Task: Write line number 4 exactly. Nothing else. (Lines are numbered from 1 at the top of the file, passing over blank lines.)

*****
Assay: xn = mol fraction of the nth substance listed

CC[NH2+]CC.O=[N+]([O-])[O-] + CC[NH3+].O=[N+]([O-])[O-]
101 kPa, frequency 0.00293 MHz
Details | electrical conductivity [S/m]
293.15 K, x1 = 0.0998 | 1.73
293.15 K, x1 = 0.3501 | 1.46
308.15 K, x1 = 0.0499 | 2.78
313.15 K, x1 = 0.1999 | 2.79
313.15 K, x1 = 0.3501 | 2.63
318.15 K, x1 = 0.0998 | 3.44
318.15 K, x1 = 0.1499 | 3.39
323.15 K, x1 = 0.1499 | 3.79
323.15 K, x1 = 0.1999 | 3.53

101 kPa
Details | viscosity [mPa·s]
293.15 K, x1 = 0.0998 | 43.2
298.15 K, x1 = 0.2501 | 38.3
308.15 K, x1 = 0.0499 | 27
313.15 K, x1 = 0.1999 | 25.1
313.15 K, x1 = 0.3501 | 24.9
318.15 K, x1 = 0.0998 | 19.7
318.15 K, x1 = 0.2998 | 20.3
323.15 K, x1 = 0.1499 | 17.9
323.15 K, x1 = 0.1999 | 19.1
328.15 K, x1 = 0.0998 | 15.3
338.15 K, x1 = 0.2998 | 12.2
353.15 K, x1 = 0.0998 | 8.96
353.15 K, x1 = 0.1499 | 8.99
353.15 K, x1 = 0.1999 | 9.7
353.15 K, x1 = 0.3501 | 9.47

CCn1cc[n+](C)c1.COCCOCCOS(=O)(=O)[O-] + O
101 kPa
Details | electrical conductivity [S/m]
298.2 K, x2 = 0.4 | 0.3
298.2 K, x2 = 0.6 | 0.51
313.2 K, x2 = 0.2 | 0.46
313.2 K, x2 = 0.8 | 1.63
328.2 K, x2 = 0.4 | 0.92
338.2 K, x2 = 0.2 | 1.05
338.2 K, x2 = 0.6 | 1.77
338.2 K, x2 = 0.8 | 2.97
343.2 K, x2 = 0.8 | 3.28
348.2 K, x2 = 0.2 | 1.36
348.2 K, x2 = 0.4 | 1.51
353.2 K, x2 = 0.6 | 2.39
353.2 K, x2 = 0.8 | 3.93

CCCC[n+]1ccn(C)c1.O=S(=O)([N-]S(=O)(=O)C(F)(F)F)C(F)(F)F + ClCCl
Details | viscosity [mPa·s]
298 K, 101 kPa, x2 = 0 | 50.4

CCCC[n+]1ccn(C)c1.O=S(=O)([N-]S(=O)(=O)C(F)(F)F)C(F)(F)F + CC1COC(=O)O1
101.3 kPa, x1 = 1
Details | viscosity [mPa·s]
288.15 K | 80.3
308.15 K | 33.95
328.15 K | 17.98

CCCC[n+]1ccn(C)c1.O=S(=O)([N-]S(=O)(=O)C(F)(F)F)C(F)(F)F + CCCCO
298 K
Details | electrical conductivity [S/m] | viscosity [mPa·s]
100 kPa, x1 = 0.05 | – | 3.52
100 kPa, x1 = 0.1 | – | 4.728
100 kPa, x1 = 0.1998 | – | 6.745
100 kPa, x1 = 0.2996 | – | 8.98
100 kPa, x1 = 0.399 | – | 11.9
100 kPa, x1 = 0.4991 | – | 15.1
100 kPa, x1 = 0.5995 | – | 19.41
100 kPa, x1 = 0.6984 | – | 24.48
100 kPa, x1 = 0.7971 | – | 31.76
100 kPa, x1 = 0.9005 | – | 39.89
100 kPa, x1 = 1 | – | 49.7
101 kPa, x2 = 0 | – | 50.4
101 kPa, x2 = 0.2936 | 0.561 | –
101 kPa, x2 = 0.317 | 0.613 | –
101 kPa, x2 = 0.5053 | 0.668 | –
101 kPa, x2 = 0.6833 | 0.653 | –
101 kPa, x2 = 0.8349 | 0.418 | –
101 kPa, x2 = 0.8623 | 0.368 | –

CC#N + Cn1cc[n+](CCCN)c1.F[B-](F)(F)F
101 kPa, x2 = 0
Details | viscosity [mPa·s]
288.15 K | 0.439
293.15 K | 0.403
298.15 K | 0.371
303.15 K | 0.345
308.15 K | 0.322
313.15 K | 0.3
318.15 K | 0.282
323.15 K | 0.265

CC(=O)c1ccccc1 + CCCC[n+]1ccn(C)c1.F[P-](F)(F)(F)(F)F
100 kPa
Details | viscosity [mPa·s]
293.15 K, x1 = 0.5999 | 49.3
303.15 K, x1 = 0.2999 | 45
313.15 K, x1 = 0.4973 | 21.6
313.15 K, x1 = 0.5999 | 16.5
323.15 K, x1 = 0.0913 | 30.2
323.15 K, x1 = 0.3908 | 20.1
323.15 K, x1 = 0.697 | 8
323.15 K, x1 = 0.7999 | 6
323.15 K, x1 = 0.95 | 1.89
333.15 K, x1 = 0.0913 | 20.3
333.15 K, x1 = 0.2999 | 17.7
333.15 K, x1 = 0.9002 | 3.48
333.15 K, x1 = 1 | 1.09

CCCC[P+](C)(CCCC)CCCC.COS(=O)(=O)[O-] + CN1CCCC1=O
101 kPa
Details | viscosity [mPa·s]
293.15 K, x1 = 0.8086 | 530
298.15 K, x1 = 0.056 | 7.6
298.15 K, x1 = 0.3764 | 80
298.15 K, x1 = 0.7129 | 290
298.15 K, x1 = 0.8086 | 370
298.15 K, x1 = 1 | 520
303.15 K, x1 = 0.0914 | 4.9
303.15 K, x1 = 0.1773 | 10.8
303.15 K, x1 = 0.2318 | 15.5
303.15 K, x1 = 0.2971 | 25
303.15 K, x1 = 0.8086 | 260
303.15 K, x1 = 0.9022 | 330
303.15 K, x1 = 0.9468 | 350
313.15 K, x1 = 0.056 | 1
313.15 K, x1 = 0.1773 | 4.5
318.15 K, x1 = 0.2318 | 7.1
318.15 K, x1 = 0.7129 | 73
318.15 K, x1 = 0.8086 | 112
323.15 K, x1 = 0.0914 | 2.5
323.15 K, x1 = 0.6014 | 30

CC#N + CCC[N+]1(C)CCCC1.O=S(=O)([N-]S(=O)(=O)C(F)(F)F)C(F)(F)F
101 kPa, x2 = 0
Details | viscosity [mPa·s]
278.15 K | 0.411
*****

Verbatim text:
Details | electrical conductivity [S/m]